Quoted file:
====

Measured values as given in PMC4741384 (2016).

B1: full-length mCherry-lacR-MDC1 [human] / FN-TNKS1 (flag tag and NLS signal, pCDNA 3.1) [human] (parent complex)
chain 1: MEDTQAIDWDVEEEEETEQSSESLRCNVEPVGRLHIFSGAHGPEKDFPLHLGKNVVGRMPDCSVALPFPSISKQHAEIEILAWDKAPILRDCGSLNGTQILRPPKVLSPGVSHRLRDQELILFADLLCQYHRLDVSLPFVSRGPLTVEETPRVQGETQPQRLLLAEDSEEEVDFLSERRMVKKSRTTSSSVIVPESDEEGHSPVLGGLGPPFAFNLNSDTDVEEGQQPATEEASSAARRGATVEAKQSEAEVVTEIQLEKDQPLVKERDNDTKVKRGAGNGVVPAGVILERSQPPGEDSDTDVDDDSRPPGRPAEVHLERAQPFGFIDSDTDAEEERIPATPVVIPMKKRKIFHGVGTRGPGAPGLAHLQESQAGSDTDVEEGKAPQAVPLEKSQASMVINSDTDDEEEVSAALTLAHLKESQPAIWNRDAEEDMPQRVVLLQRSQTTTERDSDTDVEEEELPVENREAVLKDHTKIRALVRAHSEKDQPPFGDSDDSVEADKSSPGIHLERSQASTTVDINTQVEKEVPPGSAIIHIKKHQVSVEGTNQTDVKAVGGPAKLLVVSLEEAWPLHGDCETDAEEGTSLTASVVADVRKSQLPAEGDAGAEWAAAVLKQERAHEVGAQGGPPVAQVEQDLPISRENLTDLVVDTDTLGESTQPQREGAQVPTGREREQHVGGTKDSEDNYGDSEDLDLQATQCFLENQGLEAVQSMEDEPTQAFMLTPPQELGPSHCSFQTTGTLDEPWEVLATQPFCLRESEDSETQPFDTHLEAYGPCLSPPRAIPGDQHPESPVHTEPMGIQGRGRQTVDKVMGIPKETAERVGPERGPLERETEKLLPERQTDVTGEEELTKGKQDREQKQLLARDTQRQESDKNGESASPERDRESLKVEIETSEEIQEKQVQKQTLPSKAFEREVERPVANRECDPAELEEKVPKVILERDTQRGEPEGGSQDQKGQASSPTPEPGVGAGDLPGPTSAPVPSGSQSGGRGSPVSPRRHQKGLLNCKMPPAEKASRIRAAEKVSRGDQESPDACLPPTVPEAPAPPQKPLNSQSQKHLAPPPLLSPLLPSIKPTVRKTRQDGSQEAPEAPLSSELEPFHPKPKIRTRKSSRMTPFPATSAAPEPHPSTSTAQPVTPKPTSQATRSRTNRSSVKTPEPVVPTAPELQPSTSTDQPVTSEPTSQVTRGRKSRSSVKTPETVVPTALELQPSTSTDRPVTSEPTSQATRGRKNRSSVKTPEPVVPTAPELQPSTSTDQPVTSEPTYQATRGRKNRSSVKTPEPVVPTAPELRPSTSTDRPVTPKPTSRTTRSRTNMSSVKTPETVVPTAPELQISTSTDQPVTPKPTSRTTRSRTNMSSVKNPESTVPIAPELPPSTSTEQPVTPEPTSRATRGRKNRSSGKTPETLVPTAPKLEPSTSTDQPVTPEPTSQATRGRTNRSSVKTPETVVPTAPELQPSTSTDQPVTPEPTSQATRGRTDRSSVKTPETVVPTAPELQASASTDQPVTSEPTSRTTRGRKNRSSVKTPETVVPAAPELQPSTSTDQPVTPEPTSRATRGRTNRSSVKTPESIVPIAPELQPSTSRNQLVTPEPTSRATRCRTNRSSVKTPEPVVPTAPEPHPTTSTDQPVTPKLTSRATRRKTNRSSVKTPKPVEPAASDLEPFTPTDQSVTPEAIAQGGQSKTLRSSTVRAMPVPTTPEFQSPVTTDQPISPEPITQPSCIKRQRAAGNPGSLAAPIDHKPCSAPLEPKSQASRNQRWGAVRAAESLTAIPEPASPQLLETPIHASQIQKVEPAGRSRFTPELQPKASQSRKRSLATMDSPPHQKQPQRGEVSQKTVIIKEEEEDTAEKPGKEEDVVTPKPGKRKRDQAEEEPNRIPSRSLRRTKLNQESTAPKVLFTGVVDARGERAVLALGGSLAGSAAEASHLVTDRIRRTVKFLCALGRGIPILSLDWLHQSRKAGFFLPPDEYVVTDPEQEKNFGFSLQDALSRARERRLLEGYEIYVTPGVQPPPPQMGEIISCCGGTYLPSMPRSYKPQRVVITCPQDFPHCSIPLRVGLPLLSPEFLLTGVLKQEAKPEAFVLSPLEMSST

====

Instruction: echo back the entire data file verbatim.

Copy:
Measured values as given in PMC4741384 (2016).

B1: full-length mCherry-lacR-MDC1 [human] / FN-TNKS1 (flag tag and NLS signal, pCDNA 3.1) [human] (parent complex)
chain 1: MEDTQAIDWDVEEEEETEQSSESLRCNVEPVGRLHIFSGAHGPEKDFPLHLGKNVVGRMPDCSVALPFPSISKQHAEIEILAWDKAPILRDCGSLNGTQILRPPKVLSPGVSHRLRDQELILFADLLCQYHRLDVSLPFVSRGPLTVEETPRVQGETQPQRLLLAEDSEEEVDFLSERRMVKKSRTTSSSVIVPESDEEGHSPVLGGLGPPFAFNLNSDTDVEEGQQPATEEASSAARRGATVEAKQSEAEVVTEIQLEKDQPLVKERDNDTKVKRGAGNGVVPAGVILERSQPPGEDSDTDVDDDSRPPGRPAEVHLERAQPFGFIDSDTDAEEERIPATPVVIPMKKRKIFHGVGTRGPGAPGLAHLQESQAGSDTDVEEGKAPQAVPLEKSQASMVINSDTDDEEEVSAALTLAHLKESQPAIWNRDAEEDMPQRVVLLQRSQTTTERDSDTDVEEEELPVENREAVLKDHTKIRALVRAHSEKDQPPFGDSDDSVEADKSSPGIHLERSQASTTVDINTQVEKEVPPGSAIIHIKKHQVSVEGTNQTDVKAVGGPAKLLVVSLEEAWPLHGDCETDAEEGTSLTASVVADVRKSQLPAEGDAGAEWAAAVLKQERAHEVGAQGGPPVAQVEQDLPISRENLTDLVVDTDTLGESTQPQREGAQVPTGREREQHVGGTKDSEDNYGDSEDLDLQATQCFLENQGLEAVQSMEDEPTQAFMLTPPQELGPSHCSFQTTGTLDEPWEVLATQPFCLRESEDSETQPFDTHLEAYGPCLSPPRAIPGDQHPESPVHTEPMGIQGRGRQTVDKVMGIPKETAERVGPERGPLERETEKLLPERQTDVTGEEELTKGKQDREQKQLLARDTQRQESDKNGESASPERDRESLKVEIETSEEIQEKQVQKQTLPSKAFEREVERPVANRECDPAELEEKVPKVILERDTQRGEPEGGSQDQKGQASSPTPEPGVGAGDLPGPTSAPVPSGSQSGGRGSPVSPRRHQKGLLNCKMPPAEKASRIRAAEKVSRGDQESPDACLPPTVPEAPAPPQKPLNSQSQKHLAPPPLLSPLLPSIKPTVRKTRQDGSQEAPEAPLSSELEPFHPKPKIRTRKSSRMTPFPATSAAPEPHPSTSTAQPVTPKPTSQATRSRTNRSSVKTPEPVVPTAPELQPSTSTDQPVTSEPTSQVTRGRKSRSSVKTPETVVPTALELQPSTSTDRPVTSEPTSQATRGRKNRSSVKTPEPVVPTAPELQPSTSTDQPVTSEPTYQATRGRKNRSSVKTPEPVVPTAPELRPSTSTDRPVTPKPTSRTTRSRTNMSSVKTPETVVPTAPELQISTSTDQPVTPKPTSRTTRSRTNMSSVKNPESTVPIAPELPPSTSTEQPVTPEPTSRATRGRKNRSSGKTPETLVPTAPKLEPSTSTDQPVTPEPTSQATRGRTNRSSVKTPETVVPTAPELQPSTSTDQPVTPEPTSQATRGRTDRSSVKTPETVVPTAPELQASASTDQPVTSEPTSRTTRGRKNRSSVKTPETVVPAAPELQPSTSTDQPVTPEPTSRATRGRTNRSSVKTPESIVPIAPELQPSTSRNQLVTPEPTSRATRCRTNRSSVKTPEPVVPTAPEPHPTTSTDQPVTPKLTSRATRRKTNRSSVKTPKPVEPAASDLEPFTPTDQSVTPEAIAQGGQSKTLRSSTVRAMPVPTTPEFQSPVTTDQPISPEPITQPSCIKRQRAAGNPGSLAAPIDHKPCSAPLEPKSQASRNQRWGAVRAAESLTAIPEPASPQLLETPIHASQIQKVEPAGRSRFTPELQPKASQSRKRSLATMDSPPHQKQPQRGEVSQKTVIIKEEEEDTAEKPGKEEDVVTPKPGKRKRDQAEEEPNRIPSRSLRRTKLNQESTAPKVLFTGVVDARGERAVLALGGSLAGSAAEASHLVTDRIRRTVKFLCALGRGIPILSLDWLHQSRKAGFFLPPDEYVVTDPEQEKNFGFSLQDALSRARERRLLEGYEIYVTPGVQPPPPQMGEIISCCGGTYLPSMPRSYKPQRVVITCPQDFPHCSIPLRVGLPLLSPEFLLTGVLKQEAKPEAFVLSPLEMSST